A New Approach To Breast Cancer

Woman receives mammogram from health care worker
When Darcy Kazmier volunteered for a new type of treatment for breast cancer, it was for a pretty basic reason.

"I just wanted to get the chemo over more quickly," she told CBS News Correspondent Cynthia Bowers.

But she never imagined that simply decreasing the time between chemotherapy sessions would wind up increasing her odds of survival.

A four-year study released Thursday found that administering a lower dose of chemo drugs more frequently led to a 31 percent drop in the death rate -- and a 26 percent reduction in the recurrence of cancer. Other benefits included fewer side effects and a shorter term of treatment.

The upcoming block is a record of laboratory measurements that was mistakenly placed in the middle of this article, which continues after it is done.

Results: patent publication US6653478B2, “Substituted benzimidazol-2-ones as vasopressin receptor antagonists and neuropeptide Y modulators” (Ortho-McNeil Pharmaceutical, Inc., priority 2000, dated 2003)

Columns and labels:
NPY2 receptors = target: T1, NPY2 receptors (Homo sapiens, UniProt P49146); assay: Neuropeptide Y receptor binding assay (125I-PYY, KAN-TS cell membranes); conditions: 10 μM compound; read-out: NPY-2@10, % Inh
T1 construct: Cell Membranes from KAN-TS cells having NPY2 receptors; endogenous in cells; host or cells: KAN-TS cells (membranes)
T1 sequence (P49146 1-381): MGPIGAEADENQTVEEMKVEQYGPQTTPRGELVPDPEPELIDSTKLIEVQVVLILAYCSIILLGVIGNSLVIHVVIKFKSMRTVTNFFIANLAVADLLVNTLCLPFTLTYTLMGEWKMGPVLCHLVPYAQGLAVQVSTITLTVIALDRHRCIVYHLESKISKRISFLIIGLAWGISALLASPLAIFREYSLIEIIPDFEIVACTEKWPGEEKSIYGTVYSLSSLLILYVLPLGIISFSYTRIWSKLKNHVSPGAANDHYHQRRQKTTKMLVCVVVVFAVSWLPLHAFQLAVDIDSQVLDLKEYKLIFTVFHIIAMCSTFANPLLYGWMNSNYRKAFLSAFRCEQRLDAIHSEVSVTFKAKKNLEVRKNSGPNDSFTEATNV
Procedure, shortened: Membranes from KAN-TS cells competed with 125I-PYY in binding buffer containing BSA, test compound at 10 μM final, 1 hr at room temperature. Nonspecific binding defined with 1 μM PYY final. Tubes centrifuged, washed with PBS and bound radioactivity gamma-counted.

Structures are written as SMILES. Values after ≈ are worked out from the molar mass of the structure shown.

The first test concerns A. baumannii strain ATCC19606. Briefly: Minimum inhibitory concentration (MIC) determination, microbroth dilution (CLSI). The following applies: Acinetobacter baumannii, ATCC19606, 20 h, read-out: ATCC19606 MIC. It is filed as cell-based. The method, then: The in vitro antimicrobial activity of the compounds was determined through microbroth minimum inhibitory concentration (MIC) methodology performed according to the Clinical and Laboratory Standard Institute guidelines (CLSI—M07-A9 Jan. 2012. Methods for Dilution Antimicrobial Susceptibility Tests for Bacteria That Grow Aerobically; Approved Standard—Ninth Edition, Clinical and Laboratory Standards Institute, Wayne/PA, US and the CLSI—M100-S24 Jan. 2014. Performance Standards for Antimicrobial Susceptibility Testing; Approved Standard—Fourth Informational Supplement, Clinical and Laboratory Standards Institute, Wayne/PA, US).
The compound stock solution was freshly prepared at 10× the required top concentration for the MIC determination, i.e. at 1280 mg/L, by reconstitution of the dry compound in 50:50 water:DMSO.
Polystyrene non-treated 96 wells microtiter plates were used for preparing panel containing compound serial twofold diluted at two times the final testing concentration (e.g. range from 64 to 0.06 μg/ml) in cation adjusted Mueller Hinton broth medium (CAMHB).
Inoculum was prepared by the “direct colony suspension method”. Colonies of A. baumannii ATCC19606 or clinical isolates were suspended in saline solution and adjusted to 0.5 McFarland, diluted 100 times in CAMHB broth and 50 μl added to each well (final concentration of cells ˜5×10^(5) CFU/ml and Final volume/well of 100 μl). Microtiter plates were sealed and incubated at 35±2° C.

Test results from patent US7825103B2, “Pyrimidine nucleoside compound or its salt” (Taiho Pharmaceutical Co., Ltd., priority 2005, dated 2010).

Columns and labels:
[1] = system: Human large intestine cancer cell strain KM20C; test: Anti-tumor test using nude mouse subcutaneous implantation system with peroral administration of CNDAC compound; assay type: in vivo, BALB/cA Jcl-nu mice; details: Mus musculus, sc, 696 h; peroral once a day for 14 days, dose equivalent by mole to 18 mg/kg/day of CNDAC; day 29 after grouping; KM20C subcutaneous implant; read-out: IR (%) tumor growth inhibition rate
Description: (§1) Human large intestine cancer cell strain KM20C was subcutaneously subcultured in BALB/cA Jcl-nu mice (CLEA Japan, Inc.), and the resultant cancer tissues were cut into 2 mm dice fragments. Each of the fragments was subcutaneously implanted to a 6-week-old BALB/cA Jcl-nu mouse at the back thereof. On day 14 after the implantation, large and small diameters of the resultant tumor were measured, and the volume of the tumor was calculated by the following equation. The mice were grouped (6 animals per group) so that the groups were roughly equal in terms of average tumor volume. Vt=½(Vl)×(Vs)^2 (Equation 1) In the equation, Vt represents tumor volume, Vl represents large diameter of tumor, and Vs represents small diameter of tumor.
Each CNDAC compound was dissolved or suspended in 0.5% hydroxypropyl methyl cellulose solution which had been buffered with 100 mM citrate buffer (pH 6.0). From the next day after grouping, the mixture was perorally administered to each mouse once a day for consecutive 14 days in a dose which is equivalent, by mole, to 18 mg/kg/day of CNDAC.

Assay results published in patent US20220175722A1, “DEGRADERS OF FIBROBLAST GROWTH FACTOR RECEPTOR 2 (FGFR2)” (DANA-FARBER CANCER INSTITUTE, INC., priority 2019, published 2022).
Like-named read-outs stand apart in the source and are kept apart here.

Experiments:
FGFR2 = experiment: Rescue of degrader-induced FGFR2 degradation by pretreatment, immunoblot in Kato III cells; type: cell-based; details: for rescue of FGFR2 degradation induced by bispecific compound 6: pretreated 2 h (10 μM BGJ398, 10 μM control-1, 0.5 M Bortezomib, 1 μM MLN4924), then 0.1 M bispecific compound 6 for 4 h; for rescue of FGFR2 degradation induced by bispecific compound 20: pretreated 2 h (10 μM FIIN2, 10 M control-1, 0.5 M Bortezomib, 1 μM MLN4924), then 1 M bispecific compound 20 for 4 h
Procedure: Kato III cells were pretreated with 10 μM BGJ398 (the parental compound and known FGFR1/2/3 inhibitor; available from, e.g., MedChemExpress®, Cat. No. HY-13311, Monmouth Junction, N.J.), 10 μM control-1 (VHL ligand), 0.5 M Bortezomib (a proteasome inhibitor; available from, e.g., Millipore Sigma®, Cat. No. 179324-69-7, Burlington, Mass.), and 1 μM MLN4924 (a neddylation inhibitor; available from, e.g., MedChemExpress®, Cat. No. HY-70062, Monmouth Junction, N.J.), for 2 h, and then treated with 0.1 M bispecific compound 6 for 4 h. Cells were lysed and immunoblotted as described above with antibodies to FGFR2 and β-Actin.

"The big problem with getting rid of cancer is not killing cancer cells, the big problem is that cancer cells grow back By shortening the period between treatment, we give the cancer cells less time to grow back," said Dr. Larry Norton of the Sloan Kettering Cancer Center.

The key to the success is the drug Neupogen. Because toxic chemotherapy drugs kill healthy cells along with malignant ones, a three-week interval between treatments was needed to allow the body's bone marrow to recover and begin producing white blood cells. Neupogen boosts the production of these infection fighters, which allows patients to handle a two-week cycle.

"We're really talking about saving tens of thousands of lives every year in the United States alone," Norton said.

And that's only when applied to breast cancer. Researchers say what's most exciting is now that they've figured out not just that this works, but why it works, they are hopeful they will be able to apply this same formula to different kinds of cancer.